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I have installed several local versions of Wordpress for development purposes.

After the install I can create posts, pages and edit admin options.

However as soon as try to upload images which would be saved in wp_content/uploads I get an error:

Upload Error: Unable to create directory ...../blog/wp-content/uploads/2011/05. Is its parent directory writable by the server?

Looks like MAMP server runs as user _www The blog directory is owned by User1 and the group User1 _www is not in the User1 group, should it be? I do not want to chmod 777 or 765 on the directories just to get it going. Googled up a couple of references:

http://codex.wordpress.org/Changing_File_Permissions in "Permission Scheme for WordPress"

All files should be owned by your user (ftp) account on your web server, and should be writable by that account. On shared hosts, files should never be owned by the webserver process itself (sometimes this is www, or apache, or nobody user).

Any file that needs write access from WordPress should be owned or group-owned by the user account used by the WordPress (which may be different than the server account). For example, you may have a user account that lets you FTP files back and forth to your server, but your server itself may run using a separate user, in a separate usergroup, such as dhapache or nobody. If WordPress is running as the FTP account, that account needs to have write access, i.e., be the owner of the files, or belong to a group that has write access. In the latter case, that would mean permissions are set more permissively than default (for example, 775 rather than 755 for folders, and 664 instead of 644).

User and group are User1 (which is admin). Running "ps aux | grep httpd" is running as _www So I think this means Wordpress is running as user _www. So the advice seems contradictory: "files should never be owned by the webserver process" i.e. _www but then later it says "Any file that needs write access from WordPress should be owned or group-owned by the user account used by the WordPress" So isn't this _www again?

Another search found this url http://dancingengineer.com/computing/2009/07/how-to-install-wordpress-on-mac-os-x-leopard States Which says:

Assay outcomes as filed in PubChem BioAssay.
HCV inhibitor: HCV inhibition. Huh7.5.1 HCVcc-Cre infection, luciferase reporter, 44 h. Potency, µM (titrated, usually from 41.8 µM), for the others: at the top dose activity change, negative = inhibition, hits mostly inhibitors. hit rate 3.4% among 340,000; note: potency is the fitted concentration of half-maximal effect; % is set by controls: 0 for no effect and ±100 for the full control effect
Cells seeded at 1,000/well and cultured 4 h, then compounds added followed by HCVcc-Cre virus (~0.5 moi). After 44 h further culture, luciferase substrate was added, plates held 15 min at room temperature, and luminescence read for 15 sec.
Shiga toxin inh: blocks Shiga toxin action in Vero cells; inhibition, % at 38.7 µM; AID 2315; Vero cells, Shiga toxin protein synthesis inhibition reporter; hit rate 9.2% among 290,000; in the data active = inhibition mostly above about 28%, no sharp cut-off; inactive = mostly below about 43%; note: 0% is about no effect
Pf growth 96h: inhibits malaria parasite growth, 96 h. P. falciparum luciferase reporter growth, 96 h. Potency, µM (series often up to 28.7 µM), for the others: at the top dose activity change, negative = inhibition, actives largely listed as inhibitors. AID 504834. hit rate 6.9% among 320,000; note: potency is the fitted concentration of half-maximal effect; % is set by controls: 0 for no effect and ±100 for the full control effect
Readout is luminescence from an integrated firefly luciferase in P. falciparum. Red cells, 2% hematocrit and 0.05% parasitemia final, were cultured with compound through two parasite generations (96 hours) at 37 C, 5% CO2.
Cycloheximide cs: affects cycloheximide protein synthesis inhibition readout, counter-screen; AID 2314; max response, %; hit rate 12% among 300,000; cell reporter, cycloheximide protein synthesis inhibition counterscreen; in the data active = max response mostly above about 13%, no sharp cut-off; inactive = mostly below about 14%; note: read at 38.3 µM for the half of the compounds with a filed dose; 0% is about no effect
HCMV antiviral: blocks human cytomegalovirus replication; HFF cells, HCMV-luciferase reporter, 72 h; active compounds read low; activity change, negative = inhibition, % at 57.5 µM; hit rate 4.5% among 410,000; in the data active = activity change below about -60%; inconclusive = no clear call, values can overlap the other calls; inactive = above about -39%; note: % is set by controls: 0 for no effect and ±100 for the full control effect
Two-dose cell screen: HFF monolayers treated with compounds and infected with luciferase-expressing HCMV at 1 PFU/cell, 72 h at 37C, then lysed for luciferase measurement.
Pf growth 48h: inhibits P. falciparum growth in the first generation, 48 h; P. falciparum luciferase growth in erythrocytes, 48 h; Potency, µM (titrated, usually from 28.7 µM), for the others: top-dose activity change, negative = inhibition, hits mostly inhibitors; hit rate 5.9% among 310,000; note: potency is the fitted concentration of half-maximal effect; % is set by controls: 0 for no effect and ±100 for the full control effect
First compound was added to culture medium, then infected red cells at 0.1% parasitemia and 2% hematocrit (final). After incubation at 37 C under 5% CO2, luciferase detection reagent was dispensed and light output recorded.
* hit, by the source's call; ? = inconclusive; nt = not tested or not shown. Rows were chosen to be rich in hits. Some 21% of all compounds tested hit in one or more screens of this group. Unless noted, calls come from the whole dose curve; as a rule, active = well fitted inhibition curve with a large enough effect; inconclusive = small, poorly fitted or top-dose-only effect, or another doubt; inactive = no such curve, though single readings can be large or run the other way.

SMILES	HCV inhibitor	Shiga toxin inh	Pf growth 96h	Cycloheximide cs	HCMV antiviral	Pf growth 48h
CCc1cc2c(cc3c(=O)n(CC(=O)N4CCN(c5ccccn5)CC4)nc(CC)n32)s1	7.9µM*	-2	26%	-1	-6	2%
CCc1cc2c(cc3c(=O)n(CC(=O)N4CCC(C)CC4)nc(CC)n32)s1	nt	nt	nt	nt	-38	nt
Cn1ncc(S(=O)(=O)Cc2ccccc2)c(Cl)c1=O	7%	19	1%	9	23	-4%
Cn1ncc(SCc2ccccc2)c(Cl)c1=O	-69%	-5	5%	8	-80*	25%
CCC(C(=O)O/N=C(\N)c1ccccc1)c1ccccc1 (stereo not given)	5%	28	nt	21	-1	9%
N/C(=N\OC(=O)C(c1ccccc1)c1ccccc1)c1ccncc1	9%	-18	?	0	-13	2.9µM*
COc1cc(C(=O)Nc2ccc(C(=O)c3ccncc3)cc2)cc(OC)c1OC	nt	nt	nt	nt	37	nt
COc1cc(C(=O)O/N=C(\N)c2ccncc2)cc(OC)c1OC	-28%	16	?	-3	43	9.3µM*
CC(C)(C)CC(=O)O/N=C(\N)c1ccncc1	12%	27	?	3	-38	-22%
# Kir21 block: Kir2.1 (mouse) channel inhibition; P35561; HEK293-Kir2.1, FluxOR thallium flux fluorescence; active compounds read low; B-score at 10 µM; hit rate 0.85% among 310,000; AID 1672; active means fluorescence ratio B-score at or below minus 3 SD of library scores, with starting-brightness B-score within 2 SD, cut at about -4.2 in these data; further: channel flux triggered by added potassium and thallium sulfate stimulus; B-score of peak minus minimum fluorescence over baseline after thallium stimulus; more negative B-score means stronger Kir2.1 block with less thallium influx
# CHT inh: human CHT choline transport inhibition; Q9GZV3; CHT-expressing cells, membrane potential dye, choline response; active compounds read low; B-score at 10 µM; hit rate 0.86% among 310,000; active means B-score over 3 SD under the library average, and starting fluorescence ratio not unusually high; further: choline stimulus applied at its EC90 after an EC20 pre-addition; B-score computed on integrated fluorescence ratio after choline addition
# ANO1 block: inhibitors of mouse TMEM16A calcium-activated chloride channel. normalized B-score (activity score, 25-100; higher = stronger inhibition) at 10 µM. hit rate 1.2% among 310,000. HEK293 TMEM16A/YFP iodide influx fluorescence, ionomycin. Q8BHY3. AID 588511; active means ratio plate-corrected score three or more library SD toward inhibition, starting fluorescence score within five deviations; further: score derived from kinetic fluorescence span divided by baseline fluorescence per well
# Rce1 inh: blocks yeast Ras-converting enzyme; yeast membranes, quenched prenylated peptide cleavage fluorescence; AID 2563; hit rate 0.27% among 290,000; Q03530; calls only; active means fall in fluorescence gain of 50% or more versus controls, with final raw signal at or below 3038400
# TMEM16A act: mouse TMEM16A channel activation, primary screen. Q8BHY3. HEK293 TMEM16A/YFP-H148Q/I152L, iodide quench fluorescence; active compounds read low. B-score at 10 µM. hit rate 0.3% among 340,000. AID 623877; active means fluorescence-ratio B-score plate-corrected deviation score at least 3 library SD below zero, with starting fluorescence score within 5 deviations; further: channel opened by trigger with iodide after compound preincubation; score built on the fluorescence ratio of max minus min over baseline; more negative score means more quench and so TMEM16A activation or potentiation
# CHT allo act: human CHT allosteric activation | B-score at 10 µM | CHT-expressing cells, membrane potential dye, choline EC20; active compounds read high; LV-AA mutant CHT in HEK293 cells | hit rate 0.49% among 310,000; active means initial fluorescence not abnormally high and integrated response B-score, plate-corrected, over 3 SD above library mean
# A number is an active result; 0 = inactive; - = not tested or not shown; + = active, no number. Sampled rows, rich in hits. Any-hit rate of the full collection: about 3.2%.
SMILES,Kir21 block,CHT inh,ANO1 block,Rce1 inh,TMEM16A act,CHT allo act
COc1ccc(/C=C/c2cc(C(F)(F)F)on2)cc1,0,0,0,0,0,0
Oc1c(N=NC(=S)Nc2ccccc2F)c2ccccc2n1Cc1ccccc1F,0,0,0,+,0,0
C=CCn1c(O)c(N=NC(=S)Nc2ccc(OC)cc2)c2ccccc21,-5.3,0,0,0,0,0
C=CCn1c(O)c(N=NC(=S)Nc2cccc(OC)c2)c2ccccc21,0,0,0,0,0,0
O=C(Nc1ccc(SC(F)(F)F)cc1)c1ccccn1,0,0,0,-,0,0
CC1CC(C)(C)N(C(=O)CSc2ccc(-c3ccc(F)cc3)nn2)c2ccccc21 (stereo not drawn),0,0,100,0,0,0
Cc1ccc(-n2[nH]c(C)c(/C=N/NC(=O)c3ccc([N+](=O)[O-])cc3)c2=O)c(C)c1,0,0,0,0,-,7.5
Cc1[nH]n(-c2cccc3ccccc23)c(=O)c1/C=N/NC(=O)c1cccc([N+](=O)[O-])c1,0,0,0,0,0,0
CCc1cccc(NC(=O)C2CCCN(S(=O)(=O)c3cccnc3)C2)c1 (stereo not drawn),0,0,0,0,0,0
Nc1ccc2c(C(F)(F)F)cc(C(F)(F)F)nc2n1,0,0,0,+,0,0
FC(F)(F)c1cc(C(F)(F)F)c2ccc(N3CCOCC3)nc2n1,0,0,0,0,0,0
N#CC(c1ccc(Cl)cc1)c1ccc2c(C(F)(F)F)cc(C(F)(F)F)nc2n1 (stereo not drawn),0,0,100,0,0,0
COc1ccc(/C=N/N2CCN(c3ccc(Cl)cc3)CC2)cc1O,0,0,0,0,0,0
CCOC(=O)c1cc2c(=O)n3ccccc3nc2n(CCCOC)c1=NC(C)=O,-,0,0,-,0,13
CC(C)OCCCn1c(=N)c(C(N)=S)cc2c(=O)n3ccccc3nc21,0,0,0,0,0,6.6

My preferred way to do this is to change the group of the wordpress directory and its contents to _www and give write permissions to the group. Keep the owner as your "username".

$ cd /Users/"username"/Sites

$ sudo chown -R username:_www wordpress_directory

$ sudo chmod -R g+w wordpress_directory

However, when I tried this, it did not work for automatic upgrades to newer versions of WordPress although it worked for automatically updating the .htaccess file for pretty permalinks.

It is not entirely clear to me what should be done. This last suggestion seems to be saying change the group from User1 to _www and give the group write access, but Wordpress upgrades won't work.

Is this the right solution?
I would have thought there would be a clear way to set this up on OS X 10.6?

Be great if there was a plugin that could run a script for each of the main OS's that Wordpress runs on.

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Your question is a bit hard to follow, but I'll try to help anyway:

  1. First, you can run MAMP as either "www/mysql" or "user/user". What you choose depends on what you want and where you've placed your files. If you're not exposing your web server to the outside world, then user/user is probably easiest although not as secure.

  2. Second, the auto-upgrades/plugins/themes are downloaded to your site via FTP and since MOST people neither run a FTP Server on their local machines nor have a static IP or domain name to address their local machine they won't work, so install and upgrade manually. Yes, you could setup an FTP server on your workstation and use a DynDNS service and forward the FTP port through your router and firewall to you workstation, but really it's probably not worth it.

  3. Third, the media uploader doesn't use FTP so it SHOULD still work on a local install unlike plugins, upgrades and themes. Yours probably isn't working because the ownership or permissions are not set correctly for /wp-content. This could be that you're running the web server as "_www/_mysql" and "_www" doesn't have permissions to where ever the folder you've stored your files is OR it could be that the RWX permissions are not set correctly on the folder.

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